A Few Degrees of Separation From Hillary Clinton's Top Adviser

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By Jeffrey H. Birnbaum
Tuesday, February 20, 2007

Mark J. Penn is a man who wears many hats: high-paid political and corporate pollster, chief executive of an international communications and lobbying company, and chief strategist to New York Sen. Hillary Rodham Clinton's bid for the Democratic presidential nomination.

Enough connections for you?

Well, there are more. Penn's firm, Burson-Marsteller Worldwide -- with 2,000 employees and $300 million a year in revenue -- owns BKSH & Associates, the major lobbying firm chaired by Charles R. Black Jr. That's right, Black, counselor to Republican presidents, reports to Clinton's top strategist.

The connections get even more entangled. Burson-Marsteller is a subsidiary of WPP Group, a London-based advertising and PR giant that owns many of the biggest names on K Street. These include Quinn Gillespie & Associates, Wexler & Walker Public Policy Associates, Timmons & Co., Ogilvy Government Relations Worldwide (formerly the Federalist Group), Public Strategies Inc., Dewey Square Group and Hill & Knowlton.

To be more precise, Penn's parent company employs as lobbyists and advisers an ex-chairman of the Republican National Committee (Edward W. Gillespie), a former House GOP leader (Robert S. Walker), a top GOP fundraiser (Wayne L. Berman), and the former media adviser to President Bush (Mark McKinnon).

WPP's Democrats are just as well known. They include an ex-aide to President Jimmy Carter (Anne Wexler), an ex-aide to President Bill Clinton (Jack Quinn), an ex-Cabinet officer for Clinton and Bush (Norman Y. Mineta), and a former top presidential campaign adviser for Al Gore and John Kerry (Michael J. Whouley).

The range of interests represented by these people is a staggering list of corporate America's who's who, with Penn himself a longtime adviser to Microsoft.

"This is a classic example of how big money has inextricably intertwined the campaign advising and lobbying worlds of modern-day Washington with potential conflicts of interest all over the place," said Fred Wertheimer, president of Democracy 21, a watchdog group.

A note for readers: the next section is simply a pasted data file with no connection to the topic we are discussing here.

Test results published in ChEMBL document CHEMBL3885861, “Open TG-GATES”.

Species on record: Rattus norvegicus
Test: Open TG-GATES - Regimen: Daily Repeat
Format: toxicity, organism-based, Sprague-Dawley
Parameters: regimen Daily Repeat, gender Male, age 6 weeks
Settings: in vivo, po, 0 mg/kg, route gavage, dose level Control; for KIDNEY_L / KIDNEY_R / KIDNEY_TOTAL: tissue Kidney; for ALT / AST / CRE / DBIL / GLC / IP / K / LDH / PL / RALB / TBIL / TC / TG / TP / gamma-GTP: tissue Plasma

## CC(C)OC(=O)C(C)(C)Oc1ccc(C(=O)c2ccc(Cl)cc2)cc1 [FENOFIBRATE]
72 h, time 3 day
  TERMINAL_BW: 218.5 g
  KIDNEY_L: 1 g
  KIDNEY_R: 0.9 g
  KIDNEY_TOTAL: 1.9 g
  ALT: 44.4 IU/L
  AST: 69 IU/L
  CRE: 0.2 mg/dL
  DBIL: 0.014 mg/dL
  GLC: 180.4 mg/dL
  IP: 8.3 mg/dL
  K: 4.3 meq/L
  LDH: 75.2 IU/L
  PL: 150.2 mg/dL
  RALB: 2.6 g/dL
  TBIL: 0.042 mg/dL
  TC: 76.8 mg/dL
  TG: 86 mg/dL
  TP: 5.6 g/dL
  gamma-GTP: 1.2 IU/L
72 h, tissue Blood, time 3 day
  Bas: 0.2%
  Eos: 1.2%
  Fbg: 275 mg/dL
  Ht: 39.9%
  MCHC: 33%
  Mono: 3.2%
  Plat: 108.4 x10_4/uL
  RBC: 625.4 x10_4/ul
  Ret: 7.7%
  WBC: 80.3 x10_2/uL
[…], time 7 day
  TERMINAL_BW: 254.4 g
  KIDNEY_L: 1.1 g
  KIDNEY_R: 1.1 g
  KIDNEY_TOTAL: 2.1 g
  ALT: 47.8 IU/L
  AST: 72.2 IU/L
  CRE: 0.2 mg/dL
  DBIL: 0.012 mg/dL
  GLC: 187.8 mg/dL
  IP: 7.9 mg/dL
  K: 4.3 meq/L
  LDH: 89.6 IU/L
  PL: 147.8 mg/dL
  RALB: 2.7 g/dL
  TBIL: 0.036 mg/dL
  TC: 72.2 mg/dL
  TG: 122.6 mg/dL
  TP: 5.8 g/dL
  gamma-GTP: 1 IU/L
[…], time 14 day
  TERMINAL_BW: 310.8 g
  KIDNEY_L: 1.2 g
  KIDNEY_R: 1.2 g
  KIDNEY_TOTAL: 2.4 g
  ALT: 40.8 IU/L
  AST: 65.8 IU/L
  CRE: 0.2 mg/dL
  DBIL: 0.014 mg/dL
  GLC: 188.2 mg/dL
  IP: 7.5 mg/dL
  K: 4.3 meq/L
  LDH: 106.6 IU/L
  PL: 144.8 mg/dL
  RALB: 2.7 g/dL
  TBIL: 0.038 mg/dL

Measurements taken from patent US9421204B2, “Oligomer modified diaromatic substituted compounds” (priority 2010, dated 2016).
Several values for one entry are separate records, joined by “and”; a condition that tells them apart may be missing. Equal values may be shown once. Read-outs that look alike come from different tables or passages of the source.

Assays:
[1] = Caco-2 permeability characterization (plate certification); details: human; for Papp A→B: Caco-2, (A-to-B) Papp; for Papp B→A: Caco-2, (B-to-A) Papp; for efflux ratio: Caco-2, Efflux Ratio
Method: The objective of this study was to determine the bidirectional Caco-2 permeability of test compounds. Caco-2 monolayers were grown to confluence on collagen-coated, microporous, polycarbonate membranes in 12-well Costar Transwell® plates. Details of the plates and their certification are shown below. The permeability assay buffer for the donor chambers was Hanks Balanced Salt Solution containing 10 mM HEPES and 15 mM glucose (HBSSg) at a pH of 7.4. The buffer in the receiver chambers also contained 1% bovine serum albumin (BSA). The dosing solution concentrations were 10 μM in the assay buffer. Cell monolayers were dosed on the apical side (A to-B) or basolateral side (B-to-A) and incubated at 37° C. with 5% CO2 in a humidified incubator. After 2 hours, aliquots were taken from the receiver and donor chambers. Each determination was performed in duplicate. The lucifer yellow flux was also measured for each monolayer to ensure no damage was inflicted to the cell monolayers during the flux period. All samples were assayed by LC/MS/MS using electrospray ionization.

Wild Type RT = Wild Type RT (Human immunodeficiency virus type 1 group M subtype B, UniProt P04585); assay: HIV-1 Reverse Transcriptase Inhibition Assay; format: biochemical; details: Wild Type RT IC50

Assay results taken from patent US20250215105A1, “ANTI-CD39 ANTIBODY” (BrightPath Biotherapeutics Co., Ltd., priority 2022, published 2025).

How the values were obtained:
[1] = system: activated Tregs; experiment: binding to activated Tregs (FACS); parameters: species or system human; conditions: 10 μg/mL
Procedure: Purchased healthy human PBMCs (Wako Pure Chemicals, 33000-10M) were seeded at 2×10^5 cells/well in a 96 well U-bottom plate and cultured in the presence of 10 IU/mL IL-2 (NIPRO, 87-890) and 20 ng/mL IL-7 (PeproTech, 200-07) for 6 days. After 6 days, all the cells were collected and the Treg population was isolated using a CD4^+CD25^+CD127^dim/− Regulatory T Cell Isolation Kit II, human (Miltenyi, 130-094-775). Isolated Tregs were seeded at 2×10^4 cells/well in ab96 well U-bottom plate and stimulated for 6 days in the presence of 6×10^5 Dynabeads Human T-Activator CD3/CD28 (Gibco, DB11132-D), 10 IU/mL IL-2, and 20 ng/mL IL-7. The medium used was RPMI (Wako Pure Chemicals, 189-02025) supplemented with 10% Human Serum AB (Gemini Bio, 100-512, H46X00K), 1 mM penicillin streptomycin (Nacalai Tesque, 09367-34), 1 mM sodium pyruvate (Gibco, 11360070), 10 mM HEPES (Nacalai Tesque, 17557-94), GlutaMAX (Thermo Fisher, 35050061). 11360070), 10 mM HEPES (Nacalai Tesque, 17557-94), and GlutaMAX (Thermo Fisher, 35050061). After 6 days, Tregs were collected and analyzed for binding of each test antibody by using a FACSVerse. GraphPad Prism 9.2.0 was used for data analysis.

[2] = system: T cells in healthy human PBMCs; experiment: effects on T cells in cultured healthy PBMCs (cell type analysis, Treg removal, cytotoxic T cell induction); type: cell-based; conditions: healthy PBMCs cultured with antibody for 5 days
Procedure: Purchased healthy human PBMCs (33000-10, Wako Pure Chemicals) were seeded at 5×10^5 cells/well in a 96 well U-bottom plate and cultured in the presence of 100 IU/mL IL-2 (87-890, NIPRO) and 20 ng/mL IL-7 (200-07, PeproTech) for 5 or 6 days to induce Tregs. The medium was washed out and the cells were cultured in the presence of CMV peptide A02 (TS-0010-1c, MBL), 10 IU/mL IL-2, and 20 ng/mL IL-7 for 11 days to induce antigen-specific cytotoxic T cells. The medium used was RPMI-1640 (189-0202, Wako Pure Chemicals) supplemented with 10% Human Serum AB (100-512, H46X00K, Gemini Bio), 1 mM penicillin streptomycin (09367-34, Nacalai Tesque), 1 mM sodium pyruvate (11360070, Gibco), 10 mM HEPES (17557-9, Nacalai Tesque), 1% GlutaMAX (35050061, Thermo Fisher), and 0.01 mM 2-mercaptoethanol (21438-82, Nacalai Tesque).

WPP insists that things are not quite so intertwined and that its units are strictly segregated. "The various WPP businesses are purposely run independently, and there is no risk of any conflict between clients," said Howard Paster, who is Penn's boss, an ex-aide to President Clinton and a high-level volunteer for Hillary Clinton's campaign.

"I also, personally, don't do any lobbying," added Penn, 53.

But WPP does encourage cross-referrals, especially to avoid conflicts within its firms. "We occasionally will do things with one of the other companies," said Quinn, whose firm worked with Burson-Marsteller's polling firm, Penn, Schoen & Berland Associates, on the reelection of Italy's former prime minister Silvio Berlusconi. The polling firm, of which Penn remains president, is the WPP unit that will be paid millions by the Clinton campaign for Penn's attention.

Jefferson's Reprieve?

The U.S. Court of Appeals for the D.C. Circuit has reversed the conviction of a former District police detective in a case that experts believe might make it tougher for the feds to prosecute Rep. William J. Jefferson (D-La.).


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© 2007 The Washington Post Company

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